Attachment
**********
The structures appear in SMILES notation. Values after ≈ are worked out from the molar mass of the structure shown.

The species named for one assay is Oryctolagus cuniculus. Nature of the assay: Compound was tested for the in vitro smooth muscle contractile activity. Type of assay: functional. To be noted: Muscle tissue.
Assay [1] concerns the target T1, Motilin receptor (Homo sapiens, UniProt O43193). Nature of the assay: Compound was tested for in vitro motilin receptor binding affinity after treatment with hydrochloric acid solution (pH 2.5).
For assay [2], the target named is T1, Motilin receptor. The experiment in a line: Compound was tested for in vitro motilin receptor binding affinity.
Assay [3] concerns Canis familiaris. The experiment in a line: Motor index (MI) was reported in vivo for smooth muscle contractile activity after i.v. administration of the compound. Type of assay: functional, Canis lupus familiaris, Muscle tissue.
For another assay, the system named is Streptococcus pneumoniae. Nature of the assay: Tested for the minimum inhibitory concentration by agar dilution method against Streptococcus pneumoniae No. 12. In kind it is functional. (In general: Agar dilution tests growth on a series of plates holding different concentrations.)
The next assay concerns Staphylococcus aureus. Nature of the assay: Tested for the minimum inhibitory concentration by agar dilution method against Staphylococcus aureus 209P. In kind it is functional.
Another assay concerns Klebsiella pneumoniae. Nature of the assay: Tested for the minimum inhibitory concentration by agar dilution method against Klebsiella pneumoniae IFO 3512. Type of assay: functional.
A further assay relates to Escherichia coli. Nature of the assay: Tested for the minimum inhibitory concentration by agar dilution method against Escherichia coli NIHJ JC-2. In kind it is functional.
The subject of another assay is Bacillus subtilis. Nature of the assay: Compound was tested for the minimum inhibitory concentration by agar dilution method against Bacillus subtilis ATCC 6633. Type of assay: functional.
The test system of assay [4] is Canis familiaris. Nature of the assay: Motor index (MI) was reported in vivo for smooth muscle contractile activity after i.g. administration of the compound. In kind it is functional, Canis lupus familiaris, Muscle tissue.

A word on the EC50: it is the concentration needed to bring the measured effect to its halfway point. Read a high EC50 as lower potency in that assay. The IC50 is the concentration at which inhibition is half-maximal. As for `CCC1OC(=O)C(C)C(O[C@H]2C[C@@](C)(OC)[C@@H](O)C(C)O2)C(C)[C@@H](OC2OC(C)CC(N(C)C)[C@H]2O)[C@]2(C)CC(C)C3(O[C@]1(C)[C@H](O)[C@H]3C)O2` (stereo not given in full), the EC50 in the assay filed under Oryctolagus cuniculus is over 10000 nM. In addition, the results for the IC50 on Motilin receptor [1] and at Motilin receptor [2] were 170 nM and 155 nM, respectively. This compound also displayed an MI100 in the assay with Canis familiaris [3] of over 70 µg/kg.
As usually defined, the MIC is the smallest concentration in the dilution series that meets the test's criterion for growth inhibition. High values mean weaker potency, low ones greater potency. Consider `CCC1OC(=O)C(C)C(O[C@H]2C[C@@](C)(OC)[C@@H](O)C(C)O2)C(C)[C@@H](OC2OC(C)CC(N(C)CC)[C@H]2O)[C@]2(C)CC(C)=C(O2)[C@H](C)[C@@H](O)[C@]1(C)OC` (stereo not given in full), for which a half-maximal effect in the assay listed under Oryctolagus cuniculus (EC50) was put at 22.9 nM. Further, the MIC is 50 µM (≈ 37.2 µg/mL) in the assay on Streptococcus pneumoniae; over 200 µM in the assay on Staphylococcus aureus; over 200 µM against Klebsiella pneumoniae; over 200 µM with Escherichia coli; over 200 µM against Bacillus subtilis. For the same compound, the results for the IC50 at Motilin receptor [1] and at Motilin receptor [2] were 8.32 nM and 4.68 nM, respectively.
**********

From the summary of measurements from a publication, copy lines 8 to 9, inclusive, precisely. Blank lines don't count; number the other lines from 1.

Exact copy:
Another assay concerns Klebsiella pneumoniae. Nature of the assay: Tested for the minimum inhibitory concentration by agar dilution method against Klebsiella pneumoniae IFO 3512. Type of assay: functional.
A further assay relates to Escherichia coli. Nature of the assay: Tested for the minimum inhibitory concentration by agar dilution method against Escherichia coli NIHJ JC-2. In kind it is functional.